Telling the creation story behind each song in the Jem Kid catalogue
EP: Nearly Live, Jem Kid & Company.
Best line: ‘She was hardly sugar cotton candy / But I swept her off her feet / Like a proper old-fashioned / Chimneysweep’
Influences: Classic jazz; Jake Thackray; cream tea afternoons at the May Fair; the Accordion Man of St Albans.
The story of Othello stretches back to the very first few songs I ever wrote, and it was the first one that really caught people’s imagination. This song has traipsed all over the continent, pierced through a hundred of clouds of smoke and wrestled with a hundred tinny PAs. But the story I want to tell is that of the other musicians who brought it to life.
On a sunny afternoon in Oxford, as I was selling walking tours by the blue gates of Trinity College, Broad Street, an old friend passed by. I hadn’t seen Arran in over a year, but we had always got along well. He mentioned he was starting a folk band; I said impulsively, “Have you got any space for a guitarist?” Later that day, I nearly talked myself out of it, saying I wouldn’t have the time. But before long we had a bassist, Johnny, and a name for our trio: Jem Kid & Company.
Our first rehearsal proved instant chemistry. Those foundations never shook all year, despite the Atlas pressure of final exams. The secret to keeping the spark in the marriage was probably that we never took ourselves all too seriously. We were ambitious and ridiculous: ambitious in our choice of debut show at the Oxford Union Ball, and in our range of songs including a cover version of Dear Reader’s choral number, Victory. Ridiculous, because not a single appearance went by without featuring a disordered stack of hand-scribbled scores, good-natured bullying, bawdy heckling.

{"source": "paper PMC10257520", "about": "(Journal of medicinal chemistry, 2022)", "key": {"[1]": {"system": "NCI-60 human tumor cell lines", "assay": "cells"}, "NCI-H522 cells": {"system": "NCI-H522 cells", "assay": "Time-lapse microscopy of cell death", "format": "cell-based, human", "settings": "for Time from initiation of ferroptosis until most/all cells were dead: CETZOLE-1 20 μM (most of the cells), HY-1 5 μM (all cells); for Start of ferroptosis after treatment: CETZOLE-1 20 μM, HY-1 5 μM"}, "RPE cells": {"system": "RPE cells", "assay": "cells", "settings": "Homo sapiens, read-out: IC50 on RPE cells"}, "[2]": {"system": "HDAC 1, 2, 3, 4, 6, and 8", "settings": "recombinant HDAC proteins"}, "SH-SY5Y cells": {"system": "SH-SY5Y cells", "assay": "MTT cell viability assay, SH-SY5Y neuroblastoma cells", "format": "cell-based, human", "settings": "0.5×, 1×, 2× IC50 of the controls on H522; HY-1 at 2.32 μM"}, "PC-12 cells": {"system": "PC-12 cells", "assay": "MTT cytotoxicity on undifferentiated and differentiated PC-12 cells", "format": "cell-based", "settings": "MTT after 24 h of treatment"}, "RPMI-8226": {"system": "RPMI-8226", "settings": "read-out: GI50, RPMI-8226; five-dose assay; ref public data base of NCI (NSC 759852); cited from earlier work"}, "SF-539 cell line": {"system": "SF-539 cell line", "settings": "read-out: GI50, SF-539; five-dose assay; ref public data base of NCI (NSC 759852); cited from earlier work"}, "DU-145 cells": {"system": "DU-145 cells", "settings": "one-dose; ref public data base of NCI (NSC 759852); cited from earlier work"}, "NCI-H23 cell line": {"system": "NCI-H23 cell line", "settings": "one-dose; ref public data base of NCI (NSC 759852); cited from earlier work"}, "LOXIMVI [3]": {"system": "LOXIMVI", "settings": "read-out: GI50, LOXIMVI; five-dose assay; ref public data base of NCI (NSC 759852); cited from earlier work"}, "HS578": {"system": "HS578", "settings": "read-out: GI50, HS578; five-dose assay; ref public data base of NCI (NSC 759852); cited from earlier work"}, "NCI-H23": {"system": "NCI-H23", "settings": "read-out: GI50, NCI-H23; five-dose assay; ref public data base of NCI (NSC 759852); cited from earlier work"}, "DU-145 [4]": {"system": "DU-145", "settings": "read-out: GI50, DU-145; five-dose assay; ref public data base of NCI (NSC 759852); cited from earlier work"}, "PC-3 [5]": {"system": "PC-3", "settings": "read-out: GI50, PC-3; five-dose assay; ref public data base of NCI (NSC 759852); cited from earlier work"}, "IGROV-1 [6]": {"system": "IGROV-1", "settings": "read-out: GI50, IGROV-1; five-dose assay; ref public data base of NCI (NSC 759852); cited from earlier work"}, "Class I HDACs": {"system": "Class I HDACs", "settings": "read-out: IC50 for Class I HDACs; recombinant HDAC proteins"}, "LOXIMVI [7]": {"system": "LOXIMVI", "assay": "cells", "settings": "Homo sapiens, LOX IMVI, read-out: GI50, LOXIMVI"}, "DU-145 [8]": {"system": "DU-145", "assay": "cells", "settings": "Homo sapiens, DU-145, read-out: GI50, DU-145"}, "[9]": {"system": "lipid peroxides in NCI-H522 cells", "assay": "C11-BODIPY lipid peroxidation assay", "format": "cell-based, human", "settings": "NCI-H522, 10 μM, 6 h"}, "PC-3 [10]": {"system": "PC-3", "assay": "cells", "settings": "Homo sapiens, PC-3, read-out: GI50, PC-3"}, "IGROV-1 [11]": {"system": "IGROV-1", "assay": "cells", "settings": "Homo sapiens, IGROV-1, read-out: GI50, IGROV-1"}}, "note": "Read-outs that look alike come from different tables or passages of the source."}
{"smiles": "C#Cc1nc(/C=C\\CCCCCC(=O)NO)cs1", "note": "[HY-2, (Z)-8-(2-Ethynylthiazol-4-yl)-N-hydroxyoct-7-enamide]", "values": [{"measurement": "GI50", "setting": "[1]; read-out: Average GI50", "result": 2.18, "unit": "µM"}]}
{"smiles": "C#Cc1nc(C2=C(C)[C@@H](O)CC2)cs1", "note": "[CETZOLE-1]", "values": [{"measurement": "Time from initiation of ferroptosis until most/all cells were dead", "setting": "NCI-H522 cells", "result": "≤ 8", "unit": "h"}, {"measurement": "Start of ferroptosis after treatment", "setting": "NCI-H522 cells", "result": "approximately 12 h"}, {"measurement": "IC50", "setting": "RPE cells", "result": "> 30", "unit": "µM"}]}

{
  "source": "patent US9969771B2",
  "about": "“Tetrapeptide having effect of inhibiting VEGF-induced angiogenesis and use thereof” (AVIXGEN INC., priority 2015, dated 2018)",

That other people could invest themselves so completely in the music I wrote, trusting my judgement, following my lead, was a difficult thing to believe for a long time. Eventually I accepted their support at face value and, in return, let go of my narcissistic notion that our success or enjoyment depended on my compositional talent alone. I didn’t carry the band. We thrived on togetherness and escapism. I just had the privilege of writing the soundtrack.
I didn’t carry the band. I just had the privilege of writing the soundtrack.
It was more than fun – it was immensely satisfying. We achieved exactly what I had hoped to achieve from the very beginning: a live video session with Vulture Sessions (a story for another day), a few appearances at College Balls and local pubs, and an EP at the end. We recorded Nearly Live in one day after exams were over, all together, to do justice to the thrill of our live set. Othello is the perfect souvenir of those times, with its raucous interjections, helpless laughter and – who’d have thought it – half-decent musical performances to top it all off.
This post is dedicated to all four members of Jem Kid & Company: Arran Schneebly, Johnny Chonk and Will, who played his part even though he wasn’t around long enough to have a nickname.
As an independent artist in the time we’re in, Jem Kid depends on people deciding that his music worth paying for, even though it’s available for free. You can buy this track and many others on his Bandcamp page: https://thatjemkid.bandcamp.com/album/nearly-live